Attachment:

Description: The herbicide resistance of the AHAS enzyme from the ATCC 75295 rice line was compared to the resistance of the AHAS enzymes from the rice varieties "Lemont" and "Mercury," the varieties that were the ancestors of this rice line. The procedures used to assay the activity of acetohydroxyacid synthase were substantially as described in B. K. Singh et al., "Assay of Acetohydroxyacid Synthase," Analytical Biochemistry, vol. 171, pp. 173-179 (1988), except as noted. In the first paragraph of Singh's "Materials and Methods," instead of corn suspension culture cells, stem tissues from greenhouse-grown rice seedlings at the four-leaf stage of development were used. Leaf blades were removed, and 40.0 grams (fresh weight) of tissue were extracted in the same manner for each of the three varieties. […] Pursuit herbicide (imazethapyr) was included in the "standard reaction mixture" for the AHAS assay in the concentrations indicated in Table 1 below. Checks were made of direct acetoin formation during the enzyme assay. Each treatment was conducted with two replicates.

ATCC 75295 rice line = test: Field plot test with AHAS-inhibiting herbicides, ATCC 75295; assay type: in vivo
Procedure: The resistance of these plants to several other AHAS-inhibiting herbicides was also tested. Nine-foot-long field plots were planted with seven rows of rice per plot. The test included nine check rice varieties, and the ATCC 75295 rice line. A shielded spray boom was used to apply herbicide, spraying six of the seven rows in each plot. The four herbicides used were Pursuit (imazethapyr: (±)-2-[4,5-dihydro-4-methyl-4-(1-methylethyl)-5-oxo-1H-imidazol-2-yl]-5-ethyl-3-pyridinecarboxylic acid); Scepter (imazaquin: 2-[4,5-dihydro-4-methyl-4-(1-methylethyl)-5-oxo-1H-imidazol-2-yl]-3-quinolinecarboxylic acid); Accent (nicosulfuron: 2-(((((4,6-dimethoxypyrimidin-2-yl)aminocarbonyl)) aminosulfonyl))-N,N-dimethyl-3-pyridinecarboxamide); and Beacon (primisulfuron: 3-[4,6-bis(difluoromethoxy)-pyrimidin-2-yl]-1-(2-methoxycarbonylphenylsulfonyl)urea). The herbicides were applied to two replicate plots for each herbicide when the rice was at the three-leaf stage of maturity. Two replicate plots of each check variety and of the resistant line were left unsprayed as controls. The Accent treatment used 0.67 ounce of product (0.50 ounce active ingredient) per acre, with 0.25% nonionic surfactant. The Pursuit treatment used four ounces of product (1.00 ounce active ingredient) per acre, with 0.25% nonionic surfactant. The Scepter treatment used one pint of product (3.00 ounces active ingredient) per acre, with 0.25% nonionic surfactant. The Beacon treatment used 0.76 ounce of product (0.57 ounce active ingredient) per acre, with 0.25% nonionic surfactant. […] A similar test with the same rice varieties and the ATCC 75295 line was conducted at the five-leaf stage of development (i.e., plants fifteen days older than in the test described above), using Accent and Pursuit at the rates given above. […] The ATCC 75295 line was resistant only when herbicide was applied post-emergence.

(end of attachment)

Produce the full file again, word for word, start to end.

Description: The herbicide resistance of the AHAS enzyme from the ATCC 75295 rice line was compared to the resistance of the AHAS enzymes from the rice varieties "Lemont" and "Mercury," the varieties that were the ancestors of this rice line. The procedures used to assay the activity of acetohydroxyacid synthase were substantially as described in B. K. Singh et al., "Assay of Acetohydroxyacid Synthase," Analytical Biochemistry, vol. 171, pp. 173-179 (1988), except as noted. In the first paragraph of Singh's "Materials and Methods," instead of corn suspension culture cells, stem tissues from greenhouse-grown rice seedlings at the four-leaf stage of development were used. Leaf blades were removed, and 40.0 grams (fresh weight) of tissue were extracted in the same manner for each of the three varieties. […] Pursuit herbicide (imazethapyr) was included in the "standard reaction mixture" for the AHAS assay in the concentrations indicated in Table 1 below. Checks were made of direct acetoin formation during the enzyme assay. Each treatment was conducted with two replicates.

ATCC 75295 rice line = test: Field plot test with AHAS-inhibiting herbicides, ATCC 75295; assay type: in vivo
Procedure: The resistance of these plants to several other AHAS-inhibiting herbicides was also tested. Nine-foot-long field plots were planted with seven rows of rice per plot. The test included nine check rice varieties, and the ATCC 75295 rice line. A shielded spray boom was used to apply herbicide, spraying six of the seven rows in each plot. The four herbicides used were Pursuit (imazethapyr: (±)-2-[4,5-dihydro-4-methyl-4-(1-methylethyl)-5-oxo-1H-imidazol-2-yl]-5-ethyl-3-pyridinecarboxylic acid); Scepter (imazaquin: 2-[4,5-dihydro-4-methyl-4-(1-methylethyl)-5-oxo-1H-imidazol-2-yl]-3-quinolinecarboxylic acid); Accent (nicosulfuron: 2-(((((4,6-dimethoxypyrimidin-2-yl)aminocarbonyl)) aminosulfonyl))-N,N-dimethyl-3-pyridinecarboxamide); and Beacon (primisulfuron: 3-[4,6-bis(difluoromethoxy)-pyrimidin-2-yl]-1-(2-methoxycarbonylphenylsulfonyl)urea). The herbicides were applied to two replicate plots for each herbicide when the rice was at the three-leaf stage of maturity. Two replicate plots of each check variety and of the resistant line were left unsprayed as controls. The Accent treatment used 0.67 ounce of product (0.50 ounce active ingredient) per acre, with 0.25% nonionic surfactant. The Pursuit treatment used four ounces of product (1.00 ounce active ingredient) per acre, with 0.25% nonionic surfactant. The Scepter treatment used one pint of product (3.00 ounces active ingredient) per acre, with 0.25% nonionic surfactant. The Beacon treatment used 0.76 ounce of product (0.57 ounce active ingredient) per acre, with 0.25% nonionic surfactant. […] A similar test with the same rice varieties and the ATCC 75295 line was conducted at the five-leaf stage of development (i.e., plants fifteen days older than in the test described above), using Accent and Pursuit at the rates given above. […] The ATCC 75295 line was resistant only when herbicide was applied post-emergence.